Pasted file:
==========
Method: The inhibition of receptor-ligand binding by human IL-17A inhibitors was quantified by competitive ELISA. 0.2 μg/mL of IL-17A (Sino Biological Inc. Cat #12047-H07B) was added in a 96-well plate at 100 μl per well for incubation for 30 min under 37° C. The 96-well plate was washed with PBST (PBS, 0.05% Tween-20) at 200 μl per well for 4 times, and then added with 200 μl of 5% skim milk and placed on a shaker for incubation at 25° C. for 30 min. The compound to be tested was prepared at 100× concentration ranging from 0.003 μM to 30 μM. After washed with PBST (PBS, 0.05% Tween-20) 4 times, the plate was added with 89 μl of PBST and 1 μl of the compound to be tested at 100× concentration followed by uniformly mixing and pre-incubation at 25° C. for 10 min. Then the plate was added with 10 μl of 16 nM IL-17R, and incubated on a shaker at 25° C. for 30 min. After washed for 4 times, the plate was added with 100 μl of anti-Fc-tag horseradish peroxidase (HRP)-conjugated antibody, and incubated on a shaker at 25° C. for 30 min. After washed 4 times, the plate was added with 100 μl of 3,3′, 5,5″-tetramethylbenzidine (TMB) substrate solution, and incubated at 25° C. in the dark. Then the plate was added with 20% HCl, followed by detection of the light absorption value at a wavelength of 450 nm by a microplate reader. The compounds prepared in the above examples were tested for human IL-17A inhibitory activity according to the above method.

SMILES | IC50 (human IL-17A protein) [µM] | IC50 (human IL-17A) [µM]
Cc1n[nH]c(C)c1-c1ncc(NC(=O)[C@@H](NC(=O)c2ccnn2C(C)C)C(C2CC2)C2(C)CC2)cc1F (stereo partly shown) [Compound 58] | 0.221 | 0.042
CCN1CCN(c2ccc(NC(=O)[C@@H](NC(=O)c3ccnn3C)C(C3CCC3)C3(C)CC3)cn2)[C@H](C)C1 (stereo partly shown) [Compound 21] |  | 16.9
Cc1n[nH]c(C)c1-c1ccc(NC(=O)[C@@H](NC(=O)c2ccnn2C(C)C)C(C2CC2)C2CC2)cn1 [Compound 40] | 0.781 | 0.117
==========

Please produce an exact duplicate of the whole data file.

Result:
Method: The inhibition of receptor-ligand binding by human IL-17A inhibitors was quantified by competitive ELISA. 0.2 μg/mL of IL-17A (Sino Biological Inc. Cat #12047-H07B) was added in a 96-well plate at 100 μl per well for incubation for 30 min under 37° C. The 96-well plate was washed with PBST (PBS, 0.05% Tween-20) at 200 μl per well for 4 times, and then added with 200 μl of 5% skim milk and placed on a shaker for incubation at 25° C. for 30 min. The compound to be tested was prepared at 100× concentration ranging from 0.003 μM to 30 μM. After washed with PBST (PBS, 0.05% Tween-20) 4 times, the plate was added with 89 μl of PBST and 1 μl of the compound to be tested at 100× concentration followed by uniformly mixing and pre-incubation at 25° C. for 10 min. Then the plate was added with 10 μl of 16 nM IL-17R, and incubated on a shaker at 25° C. for 30 min. After washed for 4 times, the plate was added with 100 μl of anti-Fc-tag horseradish peroxidase (HRP)-conjugated antibody, and incubated on a shaker at 25° C. for 30 min. After washed 4 times, the plate was added with 100 μl of 3,3′, 5,5″-tetramethylbenzidine (TMB) substrate solution, and incubated at 25° C. in the dark. Then the plate was added with 20% HCl, followed by detection of the light absorption value at a wavelength of 450 nm by a microplate reader. The compounds prepared in the above examples were tested for human IL-17A inhibitory activity according to the above method.

SMILES | IC50 (human IL-17A protein) [µM] | IC50 (human IL-17A) [µM]
Cc1n[nH]c(C)c1-c1ncc(NC(=O)[C@@H](NC(=O)c2ccnn2C(C)C)C(C2CC2)C2(C)CC2)cc1F (stereo partly shown) [Compound 58] | 0.221 | 0.042
CCN1CCN(c2ccc(NC(=O)[C@@H](NC(=O)c3ccnn3C)C(C3CCC3)C3(C)CC3)cn2)[C@H](C)C1 (stereo partly shown) [Compound 21] |  | 16.9
Cc1n[nH]c(C)c1-c1ccc(NC(=O)[C@@H](NC(=O)c2ccnn2C(C)C)C(C2CC2)C2CC2)cn1 [Compound 40] | 0.781 | 0.117